Although it would of course be good to have a proof of our conjecture and its corollaries, the simulations allow us a degree of confidence that they are true. There is a remote possibility that varying the seed used by Concorde does not lead to a uniform sample of median solutions, but this seems unlikely. One indication that there is no presentation-order artifact is that all three corners accumulate solutions to the same extent.

The solutions, of course, pertain only to random genomes. The gradual increase seen in Figure 2 may in part be due to a bonafide increase in the distances from a centrally located median to the corners. Nevertheless this increase in the median sum necessarily involves a component caused by the drift towards the input genomes, a component that dominates as the asymptote is approached. Furthermore, the increase seen in Figure 1 is more definitively suggestive of a set of three alternate solutions, each heading, with increased n, towards the input genomes in the corners.

These results imply that an unreflecting use of the median in comparing three even moderately scrambled genomes, and as the inner optimization step of a small phylogeny analysis, with ancestral gene reconstruction, is methodologically dangerous. A median at a corner contains no compromise information from the other two genomes. The tendency for the medians to seek a corner is a mathematical artifact of the notion of breakpoint or of some more general concept in the comparison of permutations, and should certainly not be attributed any biological significance.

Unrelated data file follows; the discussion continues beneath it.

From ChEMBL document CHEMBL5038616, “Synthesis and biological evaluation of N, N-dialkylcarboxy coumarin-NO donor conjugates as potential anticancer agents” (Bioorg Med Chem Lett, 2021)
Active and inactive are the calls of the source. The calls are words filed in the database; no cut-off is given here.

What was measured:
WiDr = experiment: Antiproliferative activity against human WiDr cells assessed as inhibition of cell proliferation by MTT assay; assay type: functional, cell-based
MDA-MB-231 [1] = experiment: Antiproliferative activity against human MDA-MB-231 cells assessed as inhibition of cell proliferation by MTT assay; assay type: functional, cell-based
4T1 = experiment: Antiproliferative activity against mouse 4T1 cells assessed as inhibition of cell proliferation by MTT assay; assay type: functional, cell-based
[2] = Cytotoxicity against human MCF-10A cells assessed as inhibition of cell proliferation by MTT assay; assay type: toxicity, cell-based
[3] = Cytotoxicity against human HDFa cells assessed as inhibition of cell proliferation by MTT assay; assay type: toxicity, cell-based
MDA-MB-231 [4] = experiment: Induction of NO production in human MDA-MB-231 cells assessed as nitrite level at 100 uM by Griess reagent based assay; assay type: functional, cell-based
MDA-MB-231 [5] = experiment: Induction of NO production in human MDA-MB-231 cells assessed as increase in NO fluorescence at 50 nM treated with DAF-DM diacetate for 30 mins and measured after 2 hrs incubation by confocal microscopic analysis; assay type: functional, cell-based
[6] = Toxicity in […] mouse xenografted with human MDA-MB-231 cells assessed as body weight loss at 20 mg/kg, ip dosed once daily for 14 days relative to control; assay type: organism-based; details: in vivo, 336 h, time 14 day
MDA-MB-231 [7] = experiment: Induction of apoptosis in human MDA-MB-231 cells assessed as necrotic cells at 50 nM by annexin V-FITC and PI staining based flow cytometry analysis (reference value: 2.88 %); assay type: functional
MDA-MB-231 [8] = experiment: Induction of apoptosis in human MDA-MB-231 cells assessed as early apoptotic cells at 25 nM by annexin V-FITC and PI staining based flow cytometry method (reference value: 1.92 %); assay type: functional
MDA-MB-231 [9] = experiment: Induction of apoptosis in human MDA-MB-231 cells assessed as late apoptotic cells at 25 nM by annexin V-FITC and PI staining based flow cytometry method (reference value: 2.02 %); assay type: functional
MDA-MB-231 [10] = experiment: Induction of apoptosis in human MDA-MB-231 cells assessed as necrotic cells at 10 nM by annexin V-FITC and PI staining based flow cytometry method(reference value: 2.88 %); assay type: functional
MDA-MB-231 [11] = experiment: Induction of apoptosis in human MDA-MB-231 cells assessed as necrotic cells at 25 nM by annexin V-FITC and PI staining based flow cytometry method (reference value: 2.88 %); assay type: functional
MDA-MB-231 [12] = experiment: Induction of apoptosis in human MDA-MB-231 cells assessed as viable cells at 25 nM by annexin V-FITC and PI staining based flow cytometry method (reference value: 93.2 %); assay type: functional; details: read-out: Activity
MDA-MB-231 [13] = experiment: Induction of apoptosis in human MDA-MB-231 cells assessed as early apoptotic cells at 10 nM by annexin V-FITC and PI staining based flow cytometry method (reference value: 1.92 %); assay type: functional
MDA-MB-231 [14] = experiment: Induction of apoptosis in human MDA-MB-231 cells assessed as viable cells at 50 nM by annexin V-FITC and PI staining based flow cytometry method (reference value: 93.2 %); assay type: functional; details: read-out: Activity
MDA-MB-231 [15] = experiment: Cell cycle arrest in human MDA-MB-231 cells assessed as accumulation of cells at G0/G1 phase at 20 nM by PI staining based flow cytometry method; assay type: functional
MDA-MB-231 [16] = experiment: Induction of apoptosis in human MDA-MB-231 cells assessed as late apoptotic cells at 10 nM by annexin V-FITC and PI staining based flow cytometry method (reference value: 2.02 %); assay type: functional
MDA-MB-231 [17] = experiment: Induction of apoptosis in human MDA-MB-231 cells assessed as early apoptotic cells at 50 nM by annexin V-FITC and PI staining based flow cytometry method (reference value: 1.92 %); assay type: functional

All is not lost, however! Recall that we have actually identified four median tendencies, not three. (Or k +1, not just k.) A minority of medians remain near the middle, and these definitely represent compromises among the three (or k) input genomes. Of course, these medians are rare, and become rarer as the inputs become longer and more random, as in Figure 6. Nevertheless, they exist, and are eminently interpretable biologically.

Figure 6
figure 6

Median solutions increasingly concentrated (shaded regions) around corners and shrinking at compromise positions.

As a consequence, we suggest that applications of median methods should entail the comparison of many alternative medians, the identification and discarding of those contaminated by the drift towards the corner, and the search for the rare median that genuinely reflects a compromise among the input genomes. This may be done in an objective way since the set of medians will have four regions of high probability in the space of genomes, separated by large regions of low probability. Most of the probability will be concentrated on the neighborhoods of the input genomes. Finding the "poor cousin" in the middle may require the generation of large numbers of candidate solutions, but given the computing resources, this seems imperative if we want to make biological sense.